For full-time pumping, I recommend the Ameda Purely Yours or the Medela Pump In Style (both double electric pumps). I have been using the Ameda for 4 months full time since I went back to work and I have no complaints and I mention the other as that is the other pump that I see recommended time and time again with the Ameda. There may be others out there that will work just fine, but those two seem to be the go-to pumps for working moms and since time is short for research and you want to make sure you are good to go, either one of those should work for you. I know you can get just the pump without extra storage bottle and bag for the Ameda, so if you are looking to save money I recommend that route and just put it in a bag you already own and use the bottles you will use to feed for storage (most regular sized bottles fit on the pump just fine, my Dr. Brown's bottles do no problem).
To prepare, you need enough milk to give your careprovider the first day for your baby's meals and some extra frozen milk, as much as you can, but don't make yourself crazy either. The idea is to pump at least as much as you need for the next day, that keeps your supply where it needs to be and makes it so you don't need a huge freezer stash for day to day. The freezer stash should ideally be for when your baby has a growth spurt or (ack!) milk gets spilled or something. For how much your baby needs, it depends on your baby and a lot of other things, kellymom.com can give you numbers to work from. At 6 months, just before I started solids, my girl took 3-5oz bottles while she was at daycare for just under 9 hours and she took that pretty much from when she started at 4 months after a couple week adjustment period where who knew what she would take and when
, at 8 months she takes 2-5oz bottles and 2-3 "meals" of solids a day. My advice is to make smaller bottles for the first day (maybe 3-4oz) so less is wasted while your caregiver figures things out. They can always combine bottles together if they figure out quickly your baby wants more at once. And let your caregiver know that while they should obviously feed the baby if hungry, the bottle shouldn't be the answer to every cry, that leads to overfeeding sometimes. Also, have a plan for how/where you will wash pump parts. I do it at work and leave my pump at work except on the weekends, but some people wash parts at home. I also don't wash the parts until the end of the day, I just stick them in the fridge in the bag with my milk, saves some time there too.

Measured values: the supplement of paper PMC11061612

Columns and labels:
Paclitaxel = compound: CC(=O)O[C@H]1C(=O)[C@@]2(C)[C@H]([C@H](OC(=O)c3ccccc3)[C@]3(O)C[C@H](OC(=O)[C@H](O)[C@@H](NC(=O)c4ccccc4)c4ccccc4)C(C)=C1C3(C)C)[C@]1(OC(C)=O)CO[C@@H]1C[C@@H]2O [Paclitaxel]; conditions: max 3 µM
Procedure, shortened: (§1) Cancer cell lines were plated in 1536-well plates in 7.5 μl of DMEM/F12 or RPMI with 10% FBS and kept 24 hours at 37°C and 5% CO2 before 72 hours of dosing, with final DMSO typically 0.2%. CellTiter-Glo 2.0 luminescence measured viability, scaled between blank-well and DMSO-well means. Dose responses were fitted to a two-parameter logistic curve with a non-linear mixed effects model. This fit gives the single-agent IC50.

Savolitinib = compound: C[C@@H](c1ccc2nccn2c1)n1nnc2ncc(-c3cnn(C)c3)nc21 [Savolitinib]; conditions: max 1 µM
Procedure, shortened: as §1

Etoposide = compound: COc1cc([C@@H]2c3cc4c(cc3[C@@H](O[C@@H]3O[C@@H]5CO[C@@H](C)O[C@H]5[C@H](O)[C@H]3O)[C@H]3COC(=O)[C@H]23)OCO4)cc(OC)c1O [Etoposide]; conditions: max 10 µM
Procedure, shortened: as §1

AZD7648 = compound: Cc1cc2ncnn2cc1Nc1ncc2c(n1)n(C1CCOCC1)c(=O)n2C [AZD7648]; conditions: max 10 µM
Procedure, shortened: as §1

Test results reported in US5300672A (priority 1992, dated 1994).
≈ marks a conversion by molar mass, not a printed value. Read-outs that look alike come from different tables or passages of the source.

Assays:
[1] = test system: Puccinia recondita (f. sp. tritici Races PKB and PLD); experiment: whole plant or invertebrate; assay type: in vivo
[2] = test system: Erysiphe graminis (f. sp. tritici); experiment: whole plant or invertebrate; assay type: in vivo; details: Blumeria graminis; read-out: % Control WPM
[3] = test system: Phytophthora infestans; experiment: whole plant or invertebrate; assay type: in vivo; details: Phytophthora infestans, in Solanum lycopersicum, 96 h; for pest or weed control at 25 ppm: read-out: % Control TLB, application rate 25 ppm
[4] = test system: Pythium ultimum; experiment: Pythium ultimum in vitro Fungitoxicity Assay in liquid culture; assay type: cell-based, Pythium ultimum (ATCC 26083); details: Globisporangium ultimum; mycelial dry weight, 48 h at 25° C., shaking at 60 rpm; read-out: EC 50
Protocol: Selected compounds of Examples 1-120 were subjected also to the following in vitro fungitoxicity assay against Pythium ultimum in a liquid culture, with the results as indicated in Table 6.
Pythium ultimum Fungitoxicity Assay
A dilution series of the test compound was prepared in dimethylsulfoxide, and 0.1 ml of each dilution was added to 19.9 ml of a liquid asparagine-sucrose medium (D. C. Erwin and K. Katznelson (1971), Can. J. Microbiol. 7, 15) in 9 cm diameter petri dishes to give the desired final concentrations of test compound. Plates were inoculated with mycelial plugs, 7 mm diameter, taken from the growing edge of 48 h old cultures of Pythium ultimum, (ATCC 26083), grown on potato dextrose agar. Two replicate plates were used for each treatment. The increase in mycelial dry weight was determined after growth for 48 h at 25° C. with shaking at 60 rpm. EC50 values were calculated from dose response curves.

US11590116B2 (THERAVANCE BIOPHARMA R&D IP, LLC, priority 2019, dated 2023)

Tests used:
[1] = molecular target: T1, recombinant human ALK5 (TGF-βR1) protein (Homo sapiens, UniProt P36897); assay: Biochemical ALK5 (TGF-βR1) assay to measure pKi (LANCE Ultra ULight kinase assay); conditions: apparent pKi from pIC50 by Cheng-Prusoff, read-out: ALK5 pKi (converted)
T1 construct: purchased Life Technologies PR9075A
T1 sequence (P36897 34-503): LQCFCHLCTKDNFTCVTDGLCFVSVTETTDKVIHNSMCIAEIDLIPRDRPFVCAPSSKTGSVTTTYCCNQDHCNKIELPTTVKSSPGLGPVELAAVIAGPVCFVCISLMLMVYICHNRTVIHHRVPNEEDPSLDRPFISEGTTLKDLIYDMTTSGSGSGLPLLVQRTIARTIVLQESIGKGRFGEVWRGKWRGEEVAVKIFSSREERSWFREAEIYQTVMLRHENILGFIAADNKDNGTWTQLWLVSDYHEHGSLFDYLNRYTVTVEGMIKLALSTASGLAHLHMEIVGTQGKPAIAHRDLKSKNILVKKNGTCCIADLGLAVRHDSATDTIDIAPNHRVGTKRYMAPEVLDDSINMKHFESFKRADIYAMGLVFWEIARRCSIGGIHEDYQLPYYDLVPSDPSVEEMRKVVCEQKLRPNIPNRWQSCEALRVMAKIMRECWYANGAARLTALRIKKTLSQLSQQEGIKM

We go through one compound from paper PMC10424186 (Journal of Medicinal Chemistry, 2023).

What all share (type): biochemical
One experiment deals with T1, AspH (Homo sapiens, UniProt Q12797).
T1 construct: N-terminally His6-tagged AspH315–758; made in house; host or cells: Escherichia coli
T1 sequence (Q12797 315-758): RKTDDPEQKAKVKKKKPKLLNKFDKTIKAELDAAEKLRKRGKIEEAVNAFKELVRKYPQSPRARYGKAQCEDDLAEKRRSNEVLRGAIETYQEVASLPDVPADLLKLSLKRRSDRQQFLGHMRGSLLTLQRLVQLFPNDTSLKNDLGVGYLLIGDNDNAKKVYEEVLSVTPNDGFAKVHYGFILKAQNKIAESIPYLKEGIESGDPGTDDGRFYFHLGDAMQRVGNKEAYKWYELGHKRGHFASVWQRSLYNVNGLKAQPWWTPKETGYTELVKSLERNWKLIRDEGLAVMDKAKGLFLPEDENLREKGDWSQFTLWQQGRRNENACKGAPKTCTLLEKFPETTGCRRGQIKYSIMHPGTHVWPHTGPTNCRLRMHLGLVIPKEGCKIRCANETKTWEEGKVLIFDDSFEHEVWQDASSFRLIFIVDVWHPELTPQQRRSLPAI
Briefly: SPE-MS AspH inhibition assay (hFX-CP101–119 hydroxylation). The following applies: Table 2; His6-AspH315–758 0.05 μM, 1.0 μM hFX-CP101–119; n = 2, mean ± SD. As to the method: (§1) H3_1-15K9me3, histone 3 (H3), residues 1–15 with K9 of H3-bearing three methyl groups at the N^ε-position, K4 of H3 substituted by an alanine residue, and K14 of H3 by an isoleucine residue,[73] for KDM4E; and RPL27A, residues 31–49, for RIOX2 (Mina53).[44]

Other preparations, when you get your new pump make sure you know how to use it and have hopefully used it a few times before you are using it at work. Make sure you work out with your new employer an acceptable place to pump (should be private with a lock, have an outlet, chair and table of some sort, and available when you need it) and that your employer knows you will need 2-3 breaks for ~20 minutes to pump every day. And that you can be somewhat flexible with the exact time, but they need to happen around the same time each day. Since you are currently interviewing, something to bring up if they call you back for a 2nd interview, probably not necessary in a 1st interview, but it does depend how they do their interviews too. And I would plan to pump 3 times a day and hopefully you will only need 2 times, it just depends how well you respond to the pump, but 2-4oz while fulltime BFing your baby is pretty good actually, you'll get more when you are replacing feedings.
I like having mild distractions while pumping, usually web surfing, sometimes reading or listening to music, so I would prepare something you like that would be a mild distraction. I also like to keep track of what I have pumped at each session, how long they were, what time, etc. Some don't like to do that as it actually creates more stress for them, but if it helps relieve stress for you like me, I recommend it! I'm a complete nerd, so I do it in excel, but notes on paper would be fine too I'm sure. If you have time, pick up the book "The Milk Memos" from your library, excellent read of stories and insights of a bunch of working moms who pump breastmilk for their babies. Oh, and I also like having at least one picture of my baby to look at occasionally while pumping. I'm not sure how much it helps, but it can't hurt and makes me smile
And try not to beat yourself up the first time you spill more than a few drops of milk. It sucks and we all do it one time or another
That's all I can think of for now, I'll post more later if I think of more and feel free to PM me or use this thread more for specific questions.